Last Saturday night was date night for my lovely wife and me. Since our baby Nathan is old enough to stay with his grandmother for a few hours these days, we could go out for dinner and a movie for the first time in forever. What movie did we see? Cinderella. And I will admit to the face-palming of my masculinity that I was the probably the one most interested in seeing it.
As expected, the movie was lovely. Disney pulled off its Disney magic yet again, to the surprise of few, and created a fresh take on a classic which will certainly become the new canonical Cinderella story in the next generation’s consciousness. All this is quite fitting.
But Disney movies, fairy tales in particular, seem to always leave me with many thoughts which I simply must express. So as I did with Frozen before, I want to simply highlight a few themes and moments from Cinderella which I especially enjoyed or noticed. Hopefully you’ll all agree and enjoy.
“Have Courage and Be Kind”
I might as well start with the movie’s most explicit theme, namely the advice given to young Ella by her mother on her deathbed. She told her to promise to have courage and be kind. Ella takes this as her life motto and seems to truly stick to it. As to courage, she remains brave as her father continues his travels even after her mother’s passing. She hesitates not a moment to bless his wishes to find happiness with a new wife. And even when he finally passes away, she tries her best to keep living well among her stepfamily. As to kindness, she never stops for a moment. To her father, to her evil stepmother, to her obnoxious stepsisters, to the prince, and to her fairy godmother in beggar form she continues to show kindness even when in great personal despair.
Naturally, we have a lot to learn from this. For to have courage and be kind easily sums up Christian virtue. We are to endure all things, proclaim the name of Jesus, and even be willing to risk our lives for the Gospel of the Kingdom, so we must have courage. We are to love our neighbors and our enemies, bless those who curse us, give our worldly goods to those who have none, and by sharing the truth save others from eternal danger, so we must be kind. If we live by this advice given by Ella’s mother, what will we lack in doing good? Indeed, if most of us were even half as kind as Ella herself, we would be very different people and give our testimony of Christ much more credibility.
Who Am I?
There was also a quote that caught my ear near the end of the movie. As Ella descends from her attic to meet her prince, the narrator makes this point about her nerves: “This is perhaps the greatest risk any of us will ever take—to be seen as we truly are. Will we be enough as we really are?” And of course this is a real risk which we must reckon with in all our relationships. Will we abandon pretense, vanity, self-consciousness, and all other pride or fear so that we may truly love and be loved? Will we be actors or involve our real selves with others?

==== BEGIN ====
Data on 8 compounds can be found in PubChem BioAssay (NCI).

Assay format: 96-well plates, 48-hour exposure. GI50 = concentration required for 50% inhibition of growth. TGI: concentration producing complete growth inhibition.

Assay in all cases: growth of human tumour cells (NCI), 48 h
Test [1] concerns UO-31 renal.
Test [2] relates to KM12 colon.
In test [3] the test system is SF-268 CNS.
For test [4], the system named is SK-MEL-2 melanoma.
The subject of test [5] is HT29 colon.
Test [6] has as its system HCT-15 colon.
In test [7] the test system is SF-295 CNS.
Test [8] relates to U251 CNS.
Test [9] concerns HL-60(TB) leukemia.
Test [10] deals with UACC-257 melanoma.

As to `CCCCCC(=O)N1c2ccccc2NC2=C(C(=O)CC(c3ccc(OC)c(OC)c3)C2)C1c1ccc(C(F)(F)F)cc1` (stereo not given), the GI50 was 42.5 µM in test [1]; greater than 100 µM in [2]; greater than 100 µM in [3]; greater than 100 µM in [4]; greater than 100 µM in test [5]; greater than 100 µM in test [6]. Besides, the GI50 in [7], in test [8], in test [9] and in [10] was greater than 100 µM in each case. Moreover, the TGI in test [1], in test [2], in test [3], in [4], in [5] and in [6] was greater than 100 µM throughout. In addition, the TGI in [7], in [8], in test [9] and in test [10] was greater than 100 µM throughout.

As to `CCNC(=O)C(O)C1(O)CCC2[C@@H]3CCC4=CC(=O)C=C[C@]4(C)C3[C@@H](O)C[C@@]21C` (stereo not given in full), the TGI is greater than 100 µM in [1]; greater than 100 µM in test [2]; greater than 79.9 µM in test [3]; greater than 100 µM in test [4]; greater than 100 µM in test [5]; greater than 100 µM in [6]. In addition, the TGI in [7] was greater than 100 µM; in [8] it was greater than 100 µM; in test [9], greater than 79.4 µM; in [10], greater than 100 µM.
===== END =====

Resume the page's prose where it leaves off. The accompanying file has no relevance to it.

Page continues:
After this comment was made, Ella went down to see her prince, who was glad to have found her but wondered greatly who see was who appeared to him before dressed like a princess, vanished, and now stood before him a servant maid. What was her response to him? She says, “I have nothing. I am nothing, but who I am.” Finally she adds, “Will you take me as I am?” Naturally he agrees. What strikes me about this is how, for us who affirm the Gospel, it is radically our reality. We’ve come to Jesus having nothing and claiming nothing of ourselves. We must drop our disguises of self-righteousness and self-sufficiency and ask Him the all-important prayer, “Will you take me as I am?” And praise be to God that He promises to never turn away or cast out those who come to the Son! He will take us as we are.
Falling Headfirst into Love
An obvious major point of Cinderella is the romance of Ella and the prince. It was a pretty enjoyable development, in my opinion. The magic of their meetings in the forest and at the ball struck me as identifiable having myself only just left my teens. The movie called to memory the feeling before of meeting someone new, a hint of attraction involved, and getting to know a lovely stranger. It can feel like real magic, and seeing this onscreen is just altogether pleasant.
Of course, in the real world such experiences rarely lead to permanent, meaningful relationships. They tend to last briefly, and only a few grow into a lifetime of love. But they are not to be entirely spurned or written off for that reason. The very idea of these times is what makes them possible, regardless of where they end up, and when they happen the memories are worth it. And in some rare cases, such as I suggest the case of Ella and the prince, these events are enough to warrant further relationship and even marriage simply because they reveal quickly how worthy and good the people are.